How does it work? A website (www.skinaid.org.uk) provides all the information needed to follow the programme, plus a forum, where users can get support and blog their progress. Page recommends a four-step, twice-daily treatment (cleanser, benzoyl peroxide gel, masque, SPF moisturiser), plus a diet regime that includes six small meals instead of three large ones to avoid spikes in blood sugar which, she says, play havoc with your skin. While she does not actually supply menu plans or recipes, she does list what to avoid and what to scoff. Rather predictably, white bread, crisps, chips, sweets, alcohol and fizzy drinks are to be avoided; complex carbs such as oats, rice, wholemeal pasta, fresh fruit and veg, lean meat, seeds and fish should make up the bulk of your diet. You will also be expected to drink two litres of water a day and take moderate exercise to improve circulation.
Strip off or cover up? In eight weeks, there may be a bit of both.
Does it work? While I found the diet and exercise advice a little patronising, my skin definitely responded well to the eight-week programme. I think the products I used (made by a brand called B Kamins) played a major part in my improved complexion. My jawline, which was previously perpetually spotty, completely cleared up.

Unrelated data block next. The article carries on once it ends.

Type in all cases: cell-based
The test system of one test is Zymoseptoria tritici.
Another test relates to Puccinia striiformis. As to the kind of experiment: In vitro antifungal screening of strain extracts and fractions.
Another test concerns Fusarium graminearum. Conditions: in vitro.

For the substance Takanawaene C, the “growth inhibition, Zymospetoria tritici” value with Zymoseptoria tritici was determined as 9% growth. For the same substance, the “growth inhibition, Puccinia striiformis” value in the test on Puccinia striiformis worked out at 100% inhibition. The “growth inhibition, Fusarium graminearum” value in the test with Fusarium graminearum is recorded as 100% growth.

Who's it for? Anyone, of any age, whose skin is blemished or irritated by acne.
How much does it cost? Skin Aid is a non- profit-making organisation, so joining the website and following the plan is free. However, the preparations needed can cost as little or as much as you like depending on what you buy. Page has included a shopping list of products needed with the ingredients they should contain. If you don't have time to scrutinise labels at the chemist you can buy the products Page favours on the site. The starter pack costs 40.
This article was first published in Scotland on Sunday on 24 January, 2010